My first pay was £13 10 shillings and sixpence. Food and
lodgings had already been deducted. I thought I was rich! That was
for a calendar month. On pay day we would queue at the pay office
under the clock tower, which I think was a listed building and therefore
should still be standing. Is it? We were paid in cash in a wee brown
envelope. It would be many years before we had bank accounts.
After the first six months had passed, we had the option to live
out. I chose to live in for the duration of my training and moved
to the main nursing home which was situated half way up the road
leading to the top of the hospital. There were four storeys in this
building, no elevator, no fire escape and one public pay phone situated
on the ground floor.
The level of seniority governed what floor you lived on. For the
next six months I lived in a room in the attic shared with four
others. As I progressed in my training, I gradually had a room of
my own on the second floor. The bathrooms and toilets were situated
at either end of corridors.
As you entered your final year, you were in the privileged position
of living in one of the smaller nurses homes. The rooms all had
washhand basins, but the bathrooms and toilets were shared. We were
considered mature enough to be trusted with our own front door keys
and so we became in charge of ourselves.
Up until this time we would go home on our days off. A 48-hour
pass would be issued by the home warden who would record in her
ledger details of where and with whom we would be spending our time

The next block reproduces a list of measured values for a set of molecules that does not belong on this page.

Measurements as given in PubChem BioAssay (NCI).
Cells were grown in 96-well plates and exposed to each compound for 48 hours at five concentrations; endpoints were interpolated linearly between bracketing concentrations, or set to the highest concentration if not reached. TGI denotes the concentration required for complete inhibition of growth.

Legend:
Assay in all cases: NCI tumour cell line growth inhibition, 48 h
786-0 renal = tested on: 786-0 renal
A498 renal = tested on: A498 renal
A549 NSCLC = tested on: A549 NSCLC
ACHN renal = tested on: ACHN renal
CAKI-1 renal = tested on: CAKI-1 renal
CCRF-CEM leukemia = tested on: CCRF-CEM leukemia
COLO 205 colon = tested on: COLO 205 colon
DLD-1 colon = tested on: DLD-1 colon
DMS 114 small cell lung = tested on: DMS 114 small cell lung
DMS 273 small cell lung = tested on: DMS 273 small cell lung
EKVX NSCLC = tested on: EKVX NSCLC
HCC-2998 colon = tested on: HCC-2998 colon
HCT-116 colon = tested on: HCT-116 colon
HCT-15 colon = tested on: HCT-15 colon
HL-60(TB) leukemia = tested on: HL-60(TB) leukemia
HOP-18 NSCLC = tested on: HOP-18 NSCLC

off with. God knows why they needed to know this. Maybe the wardens
just wanted to know what went on in the outside world.
These wardens would live in with the students in the various nurses
homes. They were all middle-aged spinster ladies who never seemed
to leave the hospital and in hindsight I wondered if they had homes
to go to.
Student nurse training took the form of a period of time, usually
six weeks, spent in class to learn theory and simulated ward procedures,
followed by three months on the wards to consolidate what you had
just learned in class. Exams were taken on the last day in class,
the results being posted on a very public notice board!
We worked a 42-hour week comprising a three-tier shift system.
We were not supernumery during our training. We were expected to
work in the ward while studying for our exams. As we became more
senior, we would frequently be in charge of a ward, usually on night
duty as the trained staff were needed for the day-time activities.
Every Christmas we would put on either a pantomime or a show made
up of a number of skits. It was amazing to find out the talent hiding
behind stethoscopes and aprons. We had wonderful singers, dancers,
actors and musicians to call on to put on the show. These were not
professional entertainers, but staff from all over the hospital.
The show was put on for two nights, the first night for patients
and their families and friends. The second night was for staff and
their families and friends. I dont know why this wonderful
tradition ceased. It was enjoyed by all who participated.
My three years training in Stobhill were some of the happiest times
of my life. I met thousands of people and had the privilege of helping
them get better. I was and still am enormously proud of my profession.
As I write this, Stobhill looks like one gigantic building site
and yes it will be fabulous when its completed. I close my
eyes and transport myself back through time to my heydays as a young
lassie on the brink of life.
I can hear bird song, smell the wonderful flowers our own gardeners
planted and tended. There were benches situated throughout the grounds
for patients to enjoy the scenery and prams to wheel the child patients
I grew up here and have weathered all the emotions a human being
experiences in a lifetime. Its time to move on to the next
stage of my life which will not include Stobhill. I am, however,
looking forward to the future and wonder how my lovely Stobhill
is coping without me.
< Return to Your Stories